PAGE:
3. Results and Discussions

3.1. Solubility and Flory-Huggins Parameters

In general, in the literature short oligomers with twenty or slightly more repeat units were used to simulate the miscibility of the polymers. Such short chains may lead to end effects and cannot represent real systems accurately. When using the actual size of the polymers, the simulations could not be performed due to the limited computer data storage spaces.

Therefore finding a minimum size that could still represent the actual polymers becomes very important for the calculation of the thermodynamic parameters. To determine such minimum size, the solubility parameters of PGA and PAN are examined as a function of the chain length as shown in Figure 1.

Figure 1 shows the solubility parameters of PGA and PAN as a function of chain length. Analysis of this graph shows that the solubility of PGA increases with an increase of the length of the chain to 25, then decreased; similarly the solubility of PAN also increased before decreasing. When the number of monomers of PGA and PAN reaches 30, the solubility parameters are almost constant. Therefore, 30 repeat units are sufficient to stand for any longer PGA or PAN chains. To increase the accuracy of simulation calculation with 30 repeat units are used.

The two polymers can blend only if the interaction parameter is lower than a critical value given by the following relation:

(5)

Where nA and nB represents respectively the degree of polymerization of the pure polymers A and B.

A larger or positive value of Flory-Huggins interaction parameter () indicates immiscibility for blends of high molecular weight polymers. However, if is slightly higher than the critical value, the blends are partially miscible. In this case, both phases are present, one for each component of the blend.

Thus, by comparing the values of calculated by the atomistic simulation with the critical value, the miscibility of the system can be predicted 36. PGA and PAN unit values (nA and nB) are listed in Table 1. The calculated critical values are 0.0303, 0.0386, 0.0473, 0.0463 and 0.0364 for PGA/PAN 90/10, 80/20, 70/30, 60/40 and 50/50 blends, respectively. The results of versus the weight fraction of PGA are displayed in Figure 2.

In Figure 2, the interaction parameter as a function of the weight fraction of polyglycolide is plotted. The analysis of the graph shows that for the 90/10, 80/20, 70/30, 60/40 and 50/50 compositions, the values of are all lower than the line indicating PGA and PAN blend miscibility.

3.2. Phase Diagrams of the Binary Mixture

The Blends module combines a modified Flory–Huggins model and molecular simulation techniques to calculate the compatibility of binary mixtures. The phase diagram of PGA and PAN blends is establishes from the blends Module as shown is Figure 3. Phase diagrams are useful for illustrating the compatibility of binary mixtures, which is derived from the free energy of the blend. They give information about the temperatures at which the mixture is miscible.

The polyglycolide phase diagram with polyacrylonitrile calculated by the mixture is shown in Figure 3, where the composition of the mixtures is given in terms of the mole fraction of the screen component. The results show that PGA is miscible with PAN at a temperature above or at the critical point of 183K.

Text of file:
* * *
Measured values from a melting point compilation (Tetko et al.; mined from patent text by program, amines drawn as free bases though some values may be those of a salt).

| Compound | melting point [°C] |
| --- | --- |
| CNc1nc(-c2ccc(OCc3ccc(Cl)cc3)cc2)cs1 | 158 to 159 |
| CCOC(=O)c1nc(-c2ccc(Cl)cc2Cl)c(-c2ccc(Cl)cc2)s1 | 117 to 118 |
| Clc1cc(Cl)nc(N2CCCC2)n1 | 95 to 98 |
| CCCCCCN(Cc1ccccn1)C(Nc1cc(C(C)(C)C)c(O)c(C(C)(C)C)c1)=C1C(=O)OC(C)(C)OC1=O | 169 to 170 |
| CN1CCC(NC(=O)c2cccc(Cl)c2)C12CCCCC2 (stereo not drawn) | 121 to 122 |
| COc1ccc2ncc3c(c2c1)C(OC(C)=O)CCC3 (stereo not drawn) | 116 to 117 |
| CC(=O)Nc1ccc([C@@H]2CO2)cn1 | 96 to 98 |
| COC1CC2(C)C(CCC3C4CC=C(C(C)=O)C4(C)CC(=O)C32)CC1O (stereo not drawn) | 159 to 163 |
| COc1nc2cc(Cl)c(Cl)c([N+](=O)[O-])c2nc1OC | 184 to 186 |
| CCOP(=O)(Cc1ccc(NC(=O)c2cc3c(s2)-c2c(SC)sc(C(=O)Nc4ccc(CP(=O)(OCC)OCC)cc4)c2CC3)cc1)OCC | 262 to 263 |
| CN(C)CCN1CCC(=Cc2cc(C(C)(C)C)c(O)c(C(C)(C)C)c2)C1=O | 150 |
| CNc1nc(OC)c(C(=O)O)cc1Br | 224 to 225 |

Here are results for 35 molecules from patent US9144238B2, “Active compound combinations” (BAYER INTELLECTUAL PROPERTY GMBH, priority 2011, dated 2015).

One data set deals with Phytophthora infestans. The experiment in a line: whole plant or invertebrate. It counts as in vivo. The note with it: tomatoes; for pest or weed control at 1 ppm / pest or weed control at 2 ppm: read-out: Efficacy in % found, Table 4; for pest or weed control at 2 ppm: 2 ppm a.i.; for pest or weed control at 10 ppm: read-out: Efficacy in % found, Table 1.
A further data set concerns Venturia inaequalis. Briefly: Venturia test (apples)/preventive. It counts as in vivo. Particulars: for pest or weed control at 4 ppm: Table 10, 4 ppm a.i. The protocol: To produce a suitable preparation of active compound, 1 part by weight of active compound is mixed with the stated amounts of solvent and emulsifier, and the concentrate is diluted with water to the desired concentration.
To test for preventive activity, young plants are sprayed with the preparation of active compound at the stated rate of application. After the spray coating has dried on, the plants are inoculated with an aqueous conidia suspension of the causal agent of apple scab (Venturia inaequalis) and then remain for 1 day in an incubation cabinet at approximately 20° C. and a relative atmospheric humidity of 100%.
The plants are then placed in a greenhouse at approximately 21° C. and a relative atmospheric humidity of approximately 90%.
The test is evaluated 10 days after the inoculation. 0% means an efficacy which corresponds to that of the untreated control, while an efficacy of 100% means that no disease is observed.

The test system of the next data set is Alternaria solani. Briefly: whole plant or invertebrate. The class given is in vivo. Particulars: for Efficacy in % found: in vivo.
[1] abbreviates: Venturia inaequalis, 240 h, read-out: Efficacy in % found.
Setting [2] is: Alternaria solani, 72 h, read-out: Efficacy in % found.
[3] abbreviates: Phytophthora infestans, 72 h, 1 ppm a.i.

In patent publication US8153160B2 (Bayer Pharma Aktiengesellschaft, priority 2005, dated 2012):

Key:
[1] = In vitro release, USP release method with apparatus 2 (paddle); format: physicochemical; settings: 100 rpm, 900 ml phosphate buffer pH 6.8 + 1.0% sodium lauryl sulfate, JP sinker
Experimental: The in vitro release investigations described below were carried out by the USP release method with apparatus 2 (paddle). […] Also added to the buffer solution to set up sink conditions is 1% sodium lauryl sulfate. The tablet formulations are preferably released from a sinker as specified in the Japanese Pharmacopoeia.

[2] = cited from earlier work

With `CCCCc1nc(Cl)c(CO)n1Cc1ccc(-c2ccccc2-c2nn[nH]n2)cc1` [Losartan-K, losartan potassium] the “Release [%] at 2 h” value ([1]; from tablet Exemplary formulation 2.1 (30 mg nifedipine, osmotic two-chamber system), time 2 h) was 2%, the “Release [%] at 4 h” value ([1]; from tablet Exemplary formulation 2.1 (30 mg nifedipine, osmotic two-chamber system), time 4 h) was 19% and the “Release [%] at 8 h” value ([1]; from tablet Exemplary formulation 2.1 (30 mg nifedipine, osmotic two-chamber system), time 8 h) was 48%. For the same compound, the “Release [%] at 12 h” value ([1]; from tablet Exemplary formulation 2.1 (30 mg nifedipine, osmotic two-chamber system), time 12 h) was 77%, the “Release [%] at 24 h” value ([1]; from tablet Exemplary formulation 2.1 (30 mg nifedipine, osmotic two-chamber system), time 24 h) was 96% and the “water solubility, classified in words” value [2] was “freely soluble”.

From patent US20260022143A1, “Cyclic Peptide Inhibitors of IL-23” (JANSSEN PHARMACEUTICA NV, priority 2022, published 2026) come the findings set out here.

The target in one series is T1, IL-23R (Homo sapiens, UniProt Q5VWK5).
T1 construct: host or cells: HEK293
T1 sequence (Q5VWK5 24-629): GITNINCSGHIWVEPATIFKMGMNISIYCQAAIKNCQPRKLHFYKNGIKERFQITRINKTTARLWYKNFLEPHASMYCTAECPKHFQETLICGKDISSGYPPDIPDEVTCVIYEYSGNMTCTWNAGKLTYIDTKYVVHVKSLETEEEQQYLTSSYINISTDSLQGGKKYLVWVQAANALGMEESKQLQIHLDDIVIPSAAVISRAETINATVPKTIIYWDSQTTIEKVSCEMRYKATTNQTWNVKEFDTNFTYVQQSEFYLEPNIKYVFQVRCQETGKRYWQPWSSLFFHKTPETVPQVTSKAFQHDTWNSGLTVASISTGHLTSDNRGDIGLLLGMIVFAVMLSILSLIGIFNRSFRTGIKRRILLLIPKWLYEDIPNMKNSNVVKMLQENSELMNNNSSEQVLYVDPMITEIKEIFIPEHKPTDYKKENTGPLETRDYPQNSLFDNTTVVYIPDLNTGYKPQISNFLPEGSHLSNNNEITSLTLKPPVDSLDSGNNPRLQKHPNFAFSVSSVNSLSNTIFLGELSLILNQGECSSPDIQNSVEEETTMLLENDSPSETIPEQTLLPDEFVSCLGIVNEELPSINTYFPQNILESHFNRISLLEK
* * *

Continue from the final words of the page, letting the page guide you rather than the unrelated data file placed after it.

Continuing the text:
3.3. Radial Distribution Functions

The radial distribution function (g(r)) in a system of particles describes how density varies as a function of distance from a reference particle. It reflects the characteristics of the material’s microstructure and serves to characterize the molecular structure. It is defined as:

(6)

Where NAB is the total number of A and B atoms in the system, k is the number of time steps, is the distance interval, is the number of B (or A) atoms between r and around an A (or B) atom, and is the bulk density 37.

In Figure 4 the intra-molecular carbon atoms and intermolecular blend systems of PGA and PAN is shown. When the peak is more than 3Å, this indicates that the molecular chains belong to the crystallization system and then have a long-range order. When the peak is less than from 3Å, the molecular chains has an amorphous structure and a short-range disorder 38.

In Figure 4a we see that pure PGA and PAN have no strong peaks between 3.95 Å and 8 Å this indicates that the constructed molecular structure is amorphous. The result of Figure 4a shows that the radial distribution function curves of PGA is close to those of PAN, which also shows that the PGA/PAN blend system has good compatibility in agreement with theoretical results on polypropylene/polyamide-11(PP/PA11) blends already reported in the literature 27. We also calculated the radial distribution function g (r) of the inter-molecular carbon atomic pairs of PGA/PAN, PGA/PGA and PAN/PAN chains in the five blends to learn more about the miscibility (Figure 4b). The radial distribution function g(r) of the inter-molecular pairs reveals the nature and the type of the interaction for un-bonded atoms. The Van der Waals and hydrogen bonding interaction scopes are 2.5 Å ~ 4.5 Å and 2.4 Å ~ 5 Å, respectively. We see that as shown in Figure 4a, there are distinct peaks of 5.5 Å for pure PGA and PAN, indicating that the main method of molecular interaction is a Van der Waals type of interaction.

Also, the radial distribution function g (r) of PGA/PAN is higher than that of PGA/PGA and PAN/PAN in all the blends, in particular the PGA/PAN 90/10, 80/20, 70/30, 60/40 and 50/50 blends. This indicates than this two polymers can blend in any proportion 37.

3.4. Free Energy and Order Parameter